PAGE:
On the 3rd June 1937, the Duke of Windsor married American socialite Wallis Simpson at Indre-et-Loire in France. Reflecting the lavish and eccentric style of the age, he slid a coloured diamond on her finger.
Yes, a coloured diamond!
You may be surprised to hear that the tradition of gifting clear stones only became convention in the late 1940s after De Beer’s hit ‘a diamond is forever’ marketing campaign.
But fast forward some eighty years, it seems the market for coloured stones are experiencing a renaissance. Royal blue, jet black and delicate pink diamonds have emerged from the mists of time.
Let’s take a look at the reasons why these diamonds have been unearthed from the rough once more!
The Red Carpet Influence
Since the early days of Hollywood, film stars have been a key part of trendsetting.
Significant sections of the media are dedicated to reporting on celebrities latest frocks, hairstyles and jewellery pieces.
So, when Ben Affleck proposed to Jennifer Lawrence in 2002 with a six-carat pink diamond, this catalysed a new trend of celebrities donning coloured diamonds.
Celebrities and aristocracy have followed suit including Victoria Beckham, Princess Mary, Nicole Kidman and Barbra Streisand.
Inevitably, this has trickled down to the broader market, with many copying what they see in magazine columns and fashion websites.
Pink Pandemic Purchases
Until last month, most of the worlds rare pink diamonds were mined from Western Australia at Argyle. But with the closure of this mine, the value of these stones have soared.
Incredibly, loose stones are on the market for $15,000 to $25,000. This represents a massive price hike of 25%
You may think this would deter those who might have their eyes on a precious pink stone.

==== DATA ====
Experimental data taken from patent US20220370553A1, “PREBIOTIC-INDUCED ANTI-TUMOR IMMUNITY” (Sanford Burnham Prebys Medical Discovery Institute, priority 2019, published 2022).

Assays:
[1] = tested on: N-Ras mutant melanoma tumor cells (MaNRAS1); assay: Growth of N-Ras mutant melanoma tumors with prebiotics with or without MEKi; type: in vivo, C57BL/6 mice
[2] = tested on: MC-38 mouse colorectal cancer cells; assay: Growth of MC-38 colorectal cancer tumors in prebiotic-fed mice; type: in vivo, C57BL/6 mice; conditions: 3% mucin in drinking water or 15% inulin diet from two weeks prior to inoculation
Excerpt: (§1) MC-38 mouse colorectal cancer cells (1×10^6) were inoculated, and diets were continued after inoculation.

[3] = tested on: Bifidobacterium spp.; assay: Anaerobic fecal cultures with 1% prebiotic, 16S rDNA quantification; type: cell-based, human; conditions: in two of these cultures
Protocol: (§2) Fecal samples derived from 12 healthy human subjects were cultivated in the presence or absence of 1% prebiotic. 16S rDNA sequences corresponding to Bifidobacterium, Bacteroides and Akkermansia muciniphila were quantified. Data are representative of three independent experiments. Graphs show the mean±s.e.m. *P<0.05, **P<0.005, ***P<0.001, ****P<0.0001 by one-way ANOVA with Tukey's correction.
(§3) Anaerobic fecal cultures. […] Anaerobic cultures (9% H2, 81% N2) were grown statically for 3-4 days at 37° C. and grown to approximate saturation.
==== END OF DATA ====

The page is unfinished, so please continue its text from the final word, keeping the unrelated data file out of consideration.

However, those who had previously planned expensive overseas vacations only to have them scrapped by travel restrictions have found pleasure in spending money on some of the most desired diamonds on earth instead.
Famously, Marilyn Monroe sang diamonds are a girl’s best friend in Gentleman Prefer Blondes. But perhaps this should be rephrased as diamonds are an investor’s best friend in 2021!
As discussed above, price increases of 25% can be found in the pink stone market.
But this can be observed across the board, with what dealers have dubbed as ‘miracles of nature’ seeing 111% returns.
The scarcity of pink, red and violet diamonds has disrupted the downward trend of coloured diamond prices.
Although many are purchasing coloured diamonds for sentimental or collectable reasons, there is a big market for investors who wish to include it to their portfolio.
Designers and retailers alike are always clamouring for new ways to distinguish their collections from their competitors.
Coloured diamonds add sparkle to collections; a sea of glistening red, green and blue.
Designers have also considered how stones which have previously never been used can provide new offerings to customers.
For example, brown diamonds are currently vogue.
Previously, these were used predominantly for industrial purposes, but have been smartly marketed as chocolate diamonds.
Beauty is in the eye of the beholder.
Some may like traditional clear diamonds, while others may prefer coloured pieces.
Regardless, hopefully, this article has shone a light on the reasons for the coloured diamond renaissance!
About the author: Joe Slinn is a PR Specialist at ResumeCats. He enjoys hiking, playing football and watching boxing.